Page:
Extended Data Fig. 2 Effect of MRAP2 variants on MC4R activity in response to α-MSH and ACTH in CHO cells.

Data are cAMP reporter activity (CRE-Luc normalized with β-galactosidase) in CHO cells cotransfected with MC4R plasmid and wild-type or mutated MRAP2 plasmid, expressed as fold change after 0–30,000 pM α-MSH or ACTH, relative to 0 pM. Data are the mean ± sem of three independent experiments in technical triplicates. Fold change was computed by dividing normalized luciferase (L*) by the mean of the baseline luciferase measures. This normalized luciferase fold change (FCL*) was analyzed using a linear regression model. The mutation (M), the agonist concentration (C), as an orthogonal polynomial function of degree 3 (PC) to enable possible nonlinear relations between FCL* and C, and the interaction term (MPC) between M and PC were included in the model as covariates. The model was defined as follows: \(FC_{L^ \ast } = \beta _0 + \beta _1M + MP_C + P_C + {\it{\epsilon }}\) with, \(P_C = \alpha _1C^1 + \alpha _2C^2 + \alpha _3C^3\) \(MP_C = \theta _1C^1M + \theta _2C^2M + \theta _3C^3M\) *P < 0.05, **P < 0.01, ***P < 0.001, MC4R + mutated MRAP2 (colors) versus MC4R + wild-type MRAP2 (black). Source data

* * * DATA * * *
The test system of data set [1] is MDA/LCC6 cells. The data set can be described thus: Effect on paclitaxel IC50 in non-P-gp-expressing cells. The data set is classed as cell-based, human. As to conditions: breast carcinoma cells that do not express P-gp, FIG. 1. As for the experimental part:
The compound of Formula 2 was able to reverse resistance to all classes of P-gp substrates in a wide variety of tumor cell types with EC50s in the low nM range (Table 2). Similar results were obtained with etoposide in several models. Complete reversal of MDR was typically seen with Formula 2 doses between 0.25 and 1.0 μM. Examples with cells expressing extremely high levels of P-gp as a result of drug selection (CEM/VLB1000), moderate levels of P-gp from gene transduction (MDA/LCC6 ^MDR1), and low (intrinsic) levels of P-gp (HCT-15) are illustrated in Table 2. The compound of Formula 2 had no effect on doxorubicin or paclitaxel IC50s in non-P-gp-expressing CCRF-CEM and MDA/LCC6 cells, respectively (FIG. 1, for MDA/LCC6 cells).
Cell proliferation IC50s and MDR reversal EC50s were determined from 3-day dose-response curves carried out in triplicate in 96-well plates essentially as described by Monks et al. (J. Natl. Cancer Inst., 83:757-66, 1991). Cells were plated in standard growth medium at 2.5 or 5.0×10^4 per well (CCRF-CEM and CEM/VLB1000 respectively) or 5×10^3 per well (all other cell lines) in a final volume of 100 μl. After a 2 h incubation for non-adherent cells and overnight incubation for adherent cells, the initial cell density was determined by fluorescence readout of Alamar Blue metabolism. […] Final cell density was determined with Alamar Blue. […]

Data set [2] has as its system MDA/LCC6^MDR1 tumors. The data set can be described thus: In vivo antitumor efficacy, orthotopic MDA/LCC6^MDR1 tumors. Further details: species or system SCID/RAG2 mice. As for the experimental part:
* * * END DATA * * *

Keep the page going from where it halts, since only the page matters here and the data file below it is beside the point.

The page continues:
Extended Data Fig. 3 Co-segregation of p.N77S (carried by participants no. 4 and 9) and p.P195L (carried by participants no. 6 and 10) with obesity in two families.

HDL, high-density lipoprotein; HT, hypertension; MS, metabolic syndrome; strikethrough MS, no metabolic syndrome; NBP, normal blood pressure; NG, normal fasting glucose; NM, mutation carrier; NN, wild type; NW, normal weight; Ob, obese; PD, prediabetes; SOb, severely obese; TG, triglycerides.

Extended Data Fig. 4 Expression of MRAP2 in human pancreatic islets and beta cells.